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Lessons from Lenin

This article is over 12 years, 3 months old
Lenin’s contribution to the way socialists organise is as relevant to today as it ever has been. Ian Birchall examines Lenin’s legacy, and its practical merits and implications
Issue 2174
 (Pic:» Tim Sanders )
(Pic: » Tim Sanders)

Whether supporting the post workers, trying to stop the fascists, or campaigning to end the war in Afghanistan, people may well encounter members of the Socialist Workers Party (SWP), intervening in and assisting these struggles.

They may also meet people who warn them against having anything to do with the SWP. Among other things, they will be told it is a “Leninist organisation”.

But Leninist organisations have played an important role in the history of working class struggle.

In October 1917, Russian workers overthrew the capitalist system that for generations had brought them poverty, oppression and war. In so doing they awakened the hopes of workers around the world.

For ten years there were echoes of 1917 as the oppressed and exploited in other lands tried to follow the Russian example. It was the nearest the world has come to establishing a socialist alternative.

Those who want us to forget history want us to forget that possibility, that hope, that inspiration.

Vladimir Lenin (1870-1924) played a crucial role in the Russian Revolution. Modern historians want to write the real Lenin out of history, to present him as a bloodthirsty tyrant who imposed his will on his party and prepared the way for Joseph Stalin.


The real Lenin was a rather different figure. True, he was very single-minded and maybe not the ideal companion for a fun night out. But his single-mindedness came from his deep commitment to changing the world – to destroying the “filthy hell” which capitalism had created on this planet.

One word sums up Lenin’s main contribution to Marxism – organisation.

Lenin’s enemies and some of his supporters talk about something called “the Leninist party”. This is a misleading simplification.

The type of party that Lenin advocated varied enormously over the years, according to circumstances. In times of isolation and repression he wanted a “stable, centralised, militant organisation of revolutionaries”.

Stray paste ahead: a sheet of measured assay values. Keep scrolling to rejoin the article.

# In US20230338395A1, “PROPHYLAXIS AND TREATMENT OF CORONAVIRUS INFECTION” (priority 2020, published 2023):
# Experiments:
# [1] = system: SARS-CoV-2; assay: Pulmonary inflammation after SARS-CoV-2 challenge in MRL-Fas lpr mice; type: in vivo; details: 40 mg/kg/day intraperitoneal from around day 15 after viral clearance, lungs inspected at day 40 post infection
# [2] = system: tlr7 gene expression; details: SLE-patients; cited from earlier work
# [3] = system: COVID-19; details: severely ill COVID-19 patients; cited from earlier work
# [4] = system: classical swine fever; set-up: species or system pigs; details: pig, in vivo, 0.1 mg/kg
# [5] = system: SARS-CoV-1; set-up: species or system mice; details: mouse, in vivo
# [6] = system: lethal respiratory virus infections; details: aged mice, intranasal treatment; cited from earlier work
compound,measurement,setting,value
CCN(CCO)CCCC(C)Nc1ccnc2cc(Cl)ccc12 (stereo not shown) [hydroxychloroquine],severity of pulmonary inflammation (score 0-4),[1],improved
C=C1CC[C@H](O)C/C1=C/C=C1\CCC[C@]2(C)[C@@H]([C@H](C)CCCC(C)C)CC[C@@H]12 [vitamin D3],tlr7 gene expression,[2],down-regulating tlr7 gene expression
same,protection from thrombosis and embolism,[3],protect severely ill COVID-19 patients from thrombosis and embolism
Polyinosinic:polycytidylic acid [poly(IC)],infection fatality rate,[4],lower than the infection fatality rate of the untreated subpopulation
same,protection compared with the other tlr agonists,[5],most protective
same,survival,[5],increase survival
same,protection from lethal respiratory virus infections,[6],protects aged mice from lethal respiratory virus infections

In times of mass struggle he wanted a much broader party, open to all who wanted to fight.

But at all times Lenin wanted a strong party organisation. He asked why bourgeois ideas dominated in society, and replied, “For the simple reason that bourgeois (capitalist) ideology is far older in origin than socialist ideology, that it is more developed, and that it has at its disposal immeasurably more means of dissemination.”

Lenin was writing long before the rise of television and the Murdoch press. Today we are constantly bombarded with myths and lies defending the existing order. Ideas that challenge their consensus are marginalised and derided.

Of course, individual workplace militants, writers and broadcasters may present an alternative. But they would be much more powerful if united in a collective, encouraging each other’s efforts and learning from each other.

Lenin insisted that a party must be disciplined. Many people are put off by this, having had quite enough of “discipline” at school or in the workplace. But without discipline even the simplest forms of organisation are impossible. There’s no point having a picket line if everybody turns up whenever they feel like it.

Imagine a peaceful demonstration is attacked by the police. Some demonstrators throw stones, others hold their ground while another group decides on a tactical retreat. The result is a shambles with lots of arrests.

Even worse, no overall tactical lessons can be learned. Each group will claim that if everyone had acted as they did then things would have turned out fine. None of them can ever prove it.

A disciplined march could have had a coherent, unanimous response. If those leading the demonstration got it wrong, they could be held to account later. But without discipline there is no possibility of putting a policy to the test in the real world.

The value of Lenin’s insistence on party-building was demonstrated in 1917. The February revolution erupted spontaneously, but Lenin’s Bolshevik Party was able to respond to it. It had about 25,000 members – experienced activists who were able to recruit rapidly.

In July a huge demonstration of workers in Petrograd demanded that the soviets – workers’ councils – should take power immediately. The Bolsheviks argued that more time was necessary before the majority of workers were ready. Because they were well‑rooted in the working class, they could prevent a premature rising.